By Graeme McNaughton/The Oshawa Express
His name was known across the country over the summer, but not for the reasons he had hoped for.
Now a former member of The Tenors, Remigio Pereira gained national notoriety after altering the words to O Canada during the Major League Baseball All-Star Game in San Diego, inserting “All lives matter” into the anthem. That phrase has been used by some as a counter argument to Black Lives Matter, an international civil rights movement campaigning against violence, racism and poor treatment of black people.
Speaking with The Oshawa Express ahead of his upcoming show at the Regent Theatre, Pereira says that was not at all what he meant.
“Black lives matter just as much as anyone else’s, but why are they not being treated with the same kind of respect?” he tells The Oshawa Express.
“People who haven’t researched me, they’d claim that I’m a racist, but if they actually did the research, they would see that I’ve been to Africa, to Kenya, raised money to build schools and raise awareness. I’ve been to Swaziland, which has the highest rates of HIV in the world, where the vast majority of the population has a huge generation gap and they’ve been left with over 200,000 orphans to take care of.”
Pereira says his decision to alter the words to O Canada came after the death of Alton Sterling, a black man shot dead by police in Baton Rogue days before the All-Star Game. Sterling’s death, along with the death of another black man, Philandro Castle, in Minnesota the next day, lead to a number of anti-police protests turn violent, including seeing five police officers in Dallas killed. A police officer in Baton Rouge was also assaulted during a protest, having several teeth knocked out.
The U.S. Department of Justice has taken over the investigation into Sterling’s death.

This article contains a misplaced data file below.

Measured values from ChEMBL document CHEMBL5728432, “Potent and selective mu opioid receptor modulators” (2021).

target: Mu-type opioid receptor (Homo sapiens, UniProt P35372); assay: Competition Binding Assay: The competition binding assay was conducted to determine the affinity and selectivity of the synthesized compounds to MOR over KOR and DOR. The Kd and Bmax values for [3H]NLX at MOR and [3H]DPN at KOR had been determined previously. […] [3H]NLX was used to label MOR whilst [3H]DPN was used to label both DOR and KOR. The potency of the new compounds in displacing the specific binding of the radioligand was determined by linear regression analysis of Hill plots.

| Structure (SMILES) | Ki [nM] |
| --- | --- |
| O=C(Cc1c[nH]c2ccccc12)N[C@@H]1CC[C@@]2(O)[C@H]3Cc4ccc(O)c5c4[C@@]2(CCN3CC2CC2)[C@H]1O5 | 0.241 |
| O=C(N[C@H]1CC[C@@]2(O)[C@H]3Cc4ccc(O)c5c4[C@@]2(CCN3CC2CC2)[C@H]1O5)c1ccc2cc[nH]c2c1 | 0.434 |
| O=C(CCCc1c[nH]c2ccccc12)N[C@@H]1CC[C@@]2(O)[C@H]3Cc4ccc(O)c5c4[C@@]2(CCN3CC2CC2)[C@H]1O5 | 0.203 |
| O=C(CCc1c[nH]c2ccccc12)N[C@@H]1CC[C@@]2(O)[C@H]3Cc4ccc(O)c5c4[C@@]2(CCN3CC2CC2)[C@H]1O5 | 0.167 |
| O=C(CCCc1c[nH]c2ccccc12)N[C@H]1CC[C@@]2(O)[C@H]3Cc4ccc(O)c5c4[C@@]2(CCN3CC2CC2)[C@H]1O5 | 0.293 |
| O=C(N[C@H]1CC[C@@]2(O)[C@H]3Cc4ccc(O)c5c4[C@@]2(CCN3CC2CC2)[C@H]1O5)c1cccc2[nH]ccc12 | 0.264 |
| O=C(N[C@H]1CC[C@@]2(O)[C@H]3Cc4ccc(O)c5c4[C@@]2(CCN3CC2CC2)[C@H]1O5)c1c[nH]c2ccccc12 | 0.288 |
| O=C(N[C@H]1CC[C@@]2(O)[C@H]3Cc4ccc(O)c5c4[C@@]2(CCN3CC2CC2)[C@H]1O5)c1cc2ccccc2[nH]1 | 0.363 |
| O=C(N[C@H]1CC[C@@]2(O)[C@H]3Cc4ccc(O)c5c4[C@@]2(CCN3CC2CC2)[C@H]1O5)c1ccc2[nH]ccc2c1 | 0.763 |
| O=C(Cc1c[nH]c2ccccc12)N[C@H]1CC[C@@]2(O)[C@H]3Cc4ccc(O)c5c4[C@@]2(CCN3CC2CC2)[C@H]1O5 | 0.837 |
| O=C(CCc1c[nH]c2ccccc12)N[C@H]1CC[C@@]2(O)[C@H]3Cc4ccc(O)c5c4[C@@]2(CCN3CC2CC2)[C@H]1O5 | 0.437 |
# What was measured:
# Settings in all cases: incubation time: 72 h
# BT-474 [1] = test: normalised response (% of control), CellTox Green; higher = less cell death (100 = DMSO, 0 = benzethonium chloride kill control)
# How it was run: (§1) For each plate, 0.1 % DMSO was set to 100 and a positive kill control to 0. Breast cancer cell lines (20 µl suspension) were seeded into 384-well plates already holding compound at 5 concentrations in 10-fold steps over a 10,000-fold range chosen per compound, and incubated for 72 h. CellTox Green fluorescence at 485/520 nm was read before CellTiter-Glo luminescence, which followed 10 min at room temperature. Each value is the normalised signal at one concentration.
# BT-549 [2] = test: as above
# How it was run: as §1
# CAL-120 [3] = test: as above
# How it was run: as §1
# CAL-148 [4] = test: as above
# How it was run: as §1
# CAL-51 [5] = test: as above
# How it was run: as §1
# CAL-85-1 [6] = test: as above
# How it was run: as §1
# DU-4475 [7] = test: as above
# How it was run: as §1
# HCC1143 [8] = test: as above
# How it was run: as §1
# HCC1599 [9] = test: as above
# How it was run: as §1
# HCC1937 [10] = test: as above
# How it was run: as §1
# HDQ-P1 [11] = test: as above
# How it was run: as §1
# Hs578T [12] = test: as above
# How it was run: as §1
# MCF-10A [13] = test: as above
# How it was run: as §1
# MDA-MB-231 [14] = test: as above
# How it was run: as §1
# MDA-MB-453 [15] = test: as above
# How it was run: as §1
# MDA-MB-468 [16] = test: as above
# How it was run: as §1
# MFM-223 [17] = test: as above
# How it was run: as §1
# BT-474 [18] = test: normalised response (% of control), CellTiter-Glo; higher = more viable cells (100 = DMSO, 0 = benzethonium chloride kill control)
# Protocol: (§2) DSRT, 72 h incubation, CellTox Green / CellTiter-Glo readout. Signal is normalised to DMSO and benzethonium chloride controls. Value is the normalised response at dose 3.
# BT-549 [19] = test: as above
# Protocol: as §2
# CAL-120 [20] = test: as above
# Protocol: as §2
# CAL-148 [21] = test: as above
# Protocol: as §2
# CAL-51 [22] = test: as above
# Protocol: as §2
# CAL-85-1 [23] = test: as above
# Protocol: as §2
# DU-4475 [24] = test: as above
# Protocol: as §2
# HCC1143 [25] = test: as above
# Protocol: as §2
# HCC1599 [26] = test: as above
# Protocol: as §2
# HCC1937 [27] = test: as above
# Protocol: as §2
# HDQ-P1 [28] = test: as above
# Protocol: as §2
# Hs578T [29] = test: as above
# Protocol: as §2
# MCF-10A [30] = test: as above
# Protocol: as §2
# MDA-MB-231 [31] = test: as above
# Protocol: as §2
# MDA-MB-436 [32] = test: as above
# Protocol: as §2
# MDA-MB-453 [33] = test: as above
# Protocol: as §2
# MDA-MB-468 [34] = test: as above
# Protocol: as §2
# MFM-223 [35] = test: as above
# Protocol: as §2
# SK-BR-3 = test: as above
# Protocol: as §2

Pereira’s actions at the All-Star Game did not come without consequences, as he was fired from The Tenors.
“It hasn’t been easy. It’s been a learning experience,” he says of his time since being dismissed from the group.
“I’ve learned to know who really stands behind you, who has your back and who truly takes the time to understand who and what you really are about. I’ve had some great, positive feedback from people and I’ve had some negative feedback from people. It’s a snapshot to where we are in society today.”
And where society is today, the now-former Tenor says, needs to turn away from violence and towards healing.
“People need to speak out and understand the situation – it isn’t people killing people, it’s the system that’s creating the social injustices and the dire straits that these people have nowhere else to turn to, and nobody’s paying attention,” he says.
“All of our lives are important, and that’s why we need to put a magnifying glass on the true cause of these problems, and it’s corporate greed. Follow the money trail.”
A new path
Now going forth on his music career sans The Tenors, Pereira is launching a Canadian tour for a project he started last year with Pavlo Simtikidis, a Juno-nominated guitarist.
“It was two eight-hour sessions that spawned a whole album, and we decided to have it tuned to 432, which is a healing frequency,” Pereira says, referred to the 432Hz frequency, which some believe holds healing properties.
“If you choose the frequency wisely, you can actually help the organism, your body. They use sound frequencies to destroy cancer cells today.”
With this project and others on the way, Pereira says the world has not heard the last of him.
“Music, for me, is always going to be in my heart and nothing is going to change. The message is always of love for me, and it has always been important to bring people together, to unite people in the goal of the betterment of humanity,” he says.
“I’m just going to continue doing what I love and help people along the way. Nothing can stop the power of love.”
Pereira and Simtikidis are set to take the stage at the Regent Theatre on Thursday, Oct. 13, starting at 8 p.m.
“I’ve performed in Oshawa before, with The Tenors at the General Motors Centre, and I used to live in Pickering, not very far, so it feels like I’m going back home.”